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- Gaut Gurley - 3/59 -


"No, sir, I didn't," replied the fashionable _pro tempore_ lackey. "And if I had, my orders has always been on sech occasions not to admit any but the invited, who won't send in their names, or tell their business. And I generally calculate to go by Gunter, and do the thing up genteel."

"Well, well," said Elwood, impatiently cutting short the other in the defence of his professional character, and leading the way to the door, "well, well, we had better see who he is, perhaps."

When they reached the front entrance, they caught, by means of the reflected light of the entry and chambers, an imperfect view of the object of their proposed scrutiny, walking up and down the bricked pathway leading to the house. But, not being able to identify the new-comer with any one of his acquaintances, at that distance, Elwood walked down and confronted him; when, after a momentary pause, he siezed the supposed intruder by the hand, and, in a surprised and agitated tone, exclaimed:

"My brother Arthur! How came you here?"

"By steam and stage."

"Not what I meant: but no matter. We were not expecting you; and I fear the waiters have made a sad mistake."

"As bad an one as I did, perhaps, in declining to be catechized at my brother's door."

"No, _you_ were right enough; but the waiters, being only here for the extra occasion,--the bit of flare-up you see we have here to-night,--and not knowing you, thought they must do as others do at such times. So overlook the blunder, if you will, and walk in."

Mark Elwood, much chagrined and discomposed at the discovery of such an untoward first reception of his brother, now ushered him into the brilliantly-lighted hall, where the two stood in such singular contrast that no stranger would have ever taken them for brothers,--Mark being, as we have before described him, a good-sized, and, in the main, a good-looking man; while the other, whom we have introduced as Arthur Elwood, was of a diminutive size, with commonplace features, and a severe, forbidding countenance, made so, perhaps, by intense application to business, together with the unfavorable effect caused by a blemished and sightless eye.

"Well, brother," said Mark, after a hesitating and awkward pause, "shall I look you up a private room, or will you go in among the company,--that is, if you consider yourself in trim to join them?"

"Your rooms must all be in use, and I should make less trouble to go in and be lost in the crowd. My trim will not kill anybody, probably," was the dry reply to the indirect hint of the other.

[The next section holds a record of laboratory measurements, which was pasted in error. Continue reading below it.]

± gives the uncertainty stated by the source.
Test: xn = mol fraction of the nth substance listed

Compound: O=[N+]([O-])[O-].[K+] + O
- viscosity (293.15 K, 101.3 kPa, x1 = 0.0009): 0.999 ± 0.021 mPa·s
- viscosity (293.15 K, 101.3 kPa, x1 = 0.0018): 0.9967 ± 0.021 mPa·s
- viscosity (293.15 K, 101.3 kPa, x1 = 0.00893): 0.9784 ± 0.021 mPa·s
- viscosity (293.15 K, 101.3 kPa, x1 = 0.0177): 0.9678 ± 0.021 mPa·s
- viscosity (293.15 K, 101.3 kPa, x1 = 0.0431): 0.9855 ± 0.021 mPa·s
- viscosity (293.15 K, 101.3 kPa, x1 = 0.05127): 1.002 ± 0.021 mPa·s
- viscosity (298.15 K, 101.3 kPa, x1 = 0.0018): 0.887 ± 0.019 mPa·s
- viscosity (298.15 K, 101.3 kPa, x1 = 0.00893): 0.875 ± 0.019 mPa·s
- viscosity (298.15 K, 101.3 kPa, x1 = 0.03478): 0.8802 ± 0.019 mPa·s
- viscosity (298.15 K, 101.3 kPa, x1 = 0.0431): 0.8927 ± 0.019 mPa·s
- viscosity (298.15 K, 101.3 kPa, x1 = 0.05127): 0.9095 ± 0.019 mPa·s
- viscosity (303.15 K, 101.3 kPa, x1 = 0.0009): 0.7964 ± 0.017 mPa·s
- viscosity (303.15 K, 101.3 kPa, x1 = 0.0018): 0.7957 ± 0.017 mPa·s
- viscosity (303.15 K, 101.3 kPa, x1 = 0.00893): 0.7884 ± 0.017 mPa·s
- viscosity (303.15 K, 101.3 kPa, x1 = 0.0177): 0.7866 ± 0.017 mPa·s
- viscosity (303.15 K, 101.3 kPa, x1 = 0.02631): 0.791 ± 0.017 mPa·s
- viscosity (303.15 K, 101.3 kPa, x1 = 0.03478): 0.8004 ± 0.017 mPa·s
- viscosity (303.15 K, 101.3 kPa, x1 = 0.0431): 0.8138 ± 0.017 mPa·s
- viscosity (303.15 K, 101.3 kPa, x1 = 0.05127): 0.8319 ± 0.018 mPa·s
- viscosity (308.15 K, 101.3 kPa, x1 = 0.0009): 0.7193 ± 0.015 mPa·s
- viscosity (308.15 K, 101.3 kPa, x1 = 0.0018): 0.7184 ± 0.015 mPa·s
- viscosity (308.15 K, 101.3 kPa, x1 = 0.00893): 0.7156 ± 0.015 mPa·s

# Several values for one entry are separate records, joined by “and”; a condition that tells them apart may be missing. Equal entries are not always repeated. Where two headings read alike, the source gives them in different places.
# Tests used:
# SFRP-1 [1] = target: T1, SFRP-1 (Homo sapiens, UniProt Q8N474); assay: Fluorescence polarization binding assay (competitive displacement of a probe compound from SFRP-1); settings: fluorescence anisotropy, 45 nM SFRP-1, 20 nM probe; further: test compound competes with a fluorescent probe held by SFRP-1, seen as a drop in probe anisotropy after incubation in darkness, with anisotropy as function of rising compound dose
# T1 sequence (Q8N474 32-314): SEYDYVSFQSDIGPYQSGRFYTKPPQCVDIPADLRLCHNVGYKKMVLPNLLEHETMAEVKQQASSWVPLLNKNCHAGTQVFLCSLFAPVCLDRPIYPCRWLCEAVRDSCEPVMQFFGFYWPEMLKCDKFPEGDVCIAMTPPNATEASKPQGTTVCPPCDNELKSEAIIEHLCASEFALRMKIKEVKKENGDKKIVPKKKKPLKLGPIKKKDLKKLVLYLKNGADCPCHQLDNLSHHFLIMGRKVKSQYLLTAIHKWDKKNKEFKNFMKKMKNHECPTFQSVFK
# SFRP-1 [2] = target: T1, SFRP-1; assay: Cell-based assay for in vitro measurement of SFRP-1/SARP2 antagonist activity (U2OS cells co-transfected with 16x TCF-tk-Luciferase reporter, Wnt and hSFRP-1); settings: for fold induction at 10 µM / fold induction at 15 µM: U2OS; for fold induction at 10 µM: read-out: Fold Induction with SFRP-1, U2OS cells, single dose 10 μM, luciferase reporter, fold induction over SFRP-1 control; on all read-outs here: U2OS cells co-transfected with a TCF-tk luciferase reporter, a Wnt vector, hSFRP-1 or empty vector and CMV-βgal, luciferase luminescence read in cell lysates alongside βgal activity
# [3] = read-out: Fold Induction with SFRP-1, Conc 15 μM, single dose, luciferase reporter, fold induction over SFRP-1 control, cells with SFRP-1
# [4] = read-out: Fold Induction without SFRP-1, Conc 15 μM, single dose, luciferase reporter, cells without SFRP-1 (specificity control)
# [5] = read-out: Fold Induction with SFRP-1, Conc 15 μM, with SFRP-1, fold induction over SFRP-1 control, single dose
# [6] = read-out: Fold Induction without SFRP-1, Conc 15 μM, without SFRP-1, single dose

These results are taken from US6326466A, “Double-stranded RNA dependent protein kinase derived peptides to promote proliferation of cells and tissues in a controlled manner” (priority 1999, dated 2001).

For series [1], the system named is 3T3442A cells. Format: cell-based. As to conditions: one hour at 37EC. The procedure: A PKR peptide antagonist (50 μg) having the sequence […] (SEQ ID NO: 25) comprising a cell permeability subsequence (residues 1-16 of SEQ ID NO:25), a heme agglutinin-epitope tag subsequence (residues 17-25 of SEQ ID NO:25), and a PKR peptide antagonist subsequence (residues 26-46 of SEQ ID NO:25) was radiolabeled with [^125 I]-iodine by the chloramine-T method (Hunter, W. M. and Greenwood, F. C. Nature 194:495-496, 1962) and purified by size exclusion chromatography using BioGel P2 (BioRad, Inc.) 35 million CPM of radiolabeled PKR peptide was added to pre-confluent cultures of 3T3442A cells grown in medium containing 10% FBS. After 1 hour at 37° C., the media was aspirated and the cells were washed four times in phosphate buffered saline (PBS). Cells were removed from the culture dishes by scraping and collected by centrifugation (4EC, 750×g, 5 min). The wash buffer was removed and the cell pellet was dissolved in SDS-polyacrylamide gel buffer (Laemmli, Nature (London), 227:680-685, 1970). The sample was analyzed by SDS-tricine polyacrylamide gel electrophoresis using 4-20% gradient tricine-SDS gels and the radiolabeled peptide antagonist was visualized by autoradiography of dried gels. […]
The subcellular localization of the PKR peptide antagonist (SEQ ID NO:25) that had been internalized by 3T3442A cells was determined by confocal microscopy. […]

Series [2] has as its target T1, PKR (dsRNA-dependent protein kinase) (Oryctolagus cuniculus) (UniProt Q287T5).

In all this Mark's better judgment coincided; but he had no moral courage, and, fearing the cut and color of his somewhat outre-looking brother's garments might excite the remarks of his fashionable guests, he would have gladly disposed of him in some private manner till the company had departed. Finding him, however, totally insensible to all such considerations, he concluded to make the best of it, and accordingly at once led the way into the guest-crowded apartments.

Here, contrary to his doubting brother's expectation, Arthur Elwood, whose character appeared to be known to several of the wealthier guests, was soon treated with much respect, for, in addition to what a previous knowledge of him secured, Mrs. Elwood had promptly come forward to greet him, and be cordially greeted in return, and, unlike her husband, had not hesitated to bestow on him publicly the most marked attentions. As soon, however, as she had thus testified her sense of the superiority of worth over outward appearance, and thus, by her delicate tact, given him the consideration with the company which she thought belonged to the brother of her husband, she gracefully relinquished him to the latter; when the two, by tacit mutual consent, sought a secluded corner, and seated themselves for a private conversation.

"As I said, I did not expect you, Arthur," commenced Mark Elwood, in the unsteady and hesitating tone of one about to broach a matter in which he felt a deep interest. "I was not looking for you here at all, these days; but presumed, when I wrote you, that, if you concluded to grant the favor I asked, you would transact the business through the mail."

"Loans of money are not always favors, Mark," responded the other, thoughtfully; "and when I make them, I like to know whether they promise any real benefit. I could, as you say, have transacted the business through the mail, but I confess, Mark, I have lately had some misgivings and doubts whether your commercial fabric here in Boston was not too big and broad for the foundation; and I thought I would come, see, and judge for myself."

"But I only asked for the loan of a few thousands," said Mark, meekly. "The fact is, Arthur, that, owing to some bad luck and disappointments in money matters, I am, just now, a little embarrassed about meeting some of my engagements; and I trust you will not refuse to give me a lift. What say you, Arthur?"